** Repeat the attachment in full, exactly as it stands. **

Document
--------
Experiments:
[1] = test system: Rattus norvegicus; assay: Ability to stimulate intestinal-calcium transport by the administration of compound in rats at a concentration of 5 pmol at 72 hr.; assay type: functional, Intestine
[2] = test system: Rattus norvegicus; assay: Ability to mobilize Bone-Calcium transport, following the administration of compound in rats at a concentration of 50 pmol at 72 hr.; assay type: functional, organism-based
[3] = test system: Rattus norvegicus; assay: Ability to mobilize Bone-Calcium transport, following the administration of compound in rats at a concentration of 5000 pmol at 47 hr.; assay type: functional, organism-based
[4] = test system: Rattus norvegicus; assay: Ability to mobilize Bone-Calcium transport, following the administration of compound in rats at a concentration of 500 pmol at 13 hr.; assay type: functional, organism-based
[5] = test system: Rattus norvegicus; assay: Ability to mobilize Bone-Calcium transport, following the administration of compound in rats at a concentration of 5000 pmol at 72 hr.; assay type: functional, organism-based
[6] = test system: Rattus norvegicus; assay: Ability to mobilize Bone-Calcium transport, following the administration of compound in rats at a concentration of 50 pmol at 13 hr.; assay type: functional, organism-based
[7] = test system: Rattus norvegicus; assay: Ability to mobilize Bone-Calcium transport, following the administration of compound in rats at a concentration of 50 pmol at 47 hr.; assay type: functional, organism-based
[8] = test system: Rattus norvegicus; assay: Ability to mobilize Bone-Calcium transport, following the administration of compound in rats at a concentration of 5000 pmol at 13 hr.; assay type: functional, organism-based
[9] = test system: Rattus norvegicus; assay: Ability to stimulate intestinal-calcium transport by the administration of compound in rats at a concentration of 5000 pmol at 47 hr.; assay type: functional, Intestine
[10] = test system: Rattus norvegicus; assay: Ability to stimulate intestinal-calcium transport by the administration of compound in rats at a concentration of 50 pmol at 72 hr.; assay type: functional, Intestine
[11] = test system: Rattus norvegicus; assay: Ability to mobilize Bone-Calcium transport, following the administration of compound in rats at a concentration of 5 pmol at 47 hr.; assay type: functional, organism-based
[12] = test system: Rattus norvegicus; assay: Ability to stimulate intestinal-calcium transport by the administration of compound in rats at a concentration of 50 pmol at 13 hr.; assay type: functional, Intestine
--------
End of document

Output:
Experiments:
[1] = test system: Rattus norvegicus; assay: Ability to stimulate intestinal-calcium transport by the administration of compound in rats at a concentration of 5 pmol at 72 hr.; assay type: functional, Intestine
[2] = test system: Rattus norvegicus; assay: Ability to mobilize Bone-Calcium transport, following the administration of compound in rats at a concentration of 50 pmol at 72 hr.; assay type: functional, organism-based
[3] = test system: Rattus norvegicus; assay: Ability to mobilize Bone-Calcium transport, following the administration of compound in rats at a concentration of 5000 pmol at 47 hr.; assay type: functional, organism-based
[4] = test system: Rattus norvegicus; assay: Ability to mobilize Bone-Calcium transport, following the administration of compound in rats at a concentration of 500 pmol at 13 hr.; assay type: functional, organism-based
[5] = test system: Rattus norvegicus; assay: Ability to mobilize Bone-Calcium transport, following the administration of compound in rats at a concentration of 5000 pmol at 72 hr.; assay type: functional, organism-based
[6] = test system: Rattus norvegicus; assay: Ability to mobilize Bone-Calcium transport, following the administration of compound in rats at a concentration of 50 pmol at 13 hr.; assay type: functional, organism-based
[7] = test system: Rattus norvegicus; assay: Ability to mobilize Bone-Calcium transport, following the administration of compound in rats at a concentration of 50 pmol at 47 hr.; assay type: functional, organism-based
[8] = test system: Rattus norvegicus; assay: Ability to mobilize Bone-Calcium transport, following the administration of compound in rats at a concentration of 5000 pmol at 13 hr.; assay type: functional, organism-based
[9] = test system: Rattus norvegicus; assay: Ability to stimulate intestinal-calcium transport by the administration of compound in rats at a concentration of 5000 pmol at 47 hr.; assay type: functional, Intestine
[10] = test system: Rattus norvegicus; assay: Ability to stimulate intestinal-calcium transport by the administration of compound in rats at a concentration of 50 pmol at 72 hr.; assay type: functional, Intestine
[11] = test system: Rattus norvegicus; assay: Ability to mobilize Bone-Calcium transport, following the administration of compound in rats at a concentration of 5 pmol at 47 hr.; assay type: functional, organism-based
[12] = test system: Rattus norvegicus; assay: Ability to stimulate intestinal-calcium transport by the administration of compound in rats at a concentration of 50 pmol at 13 hr.; assay type: functional, Intestine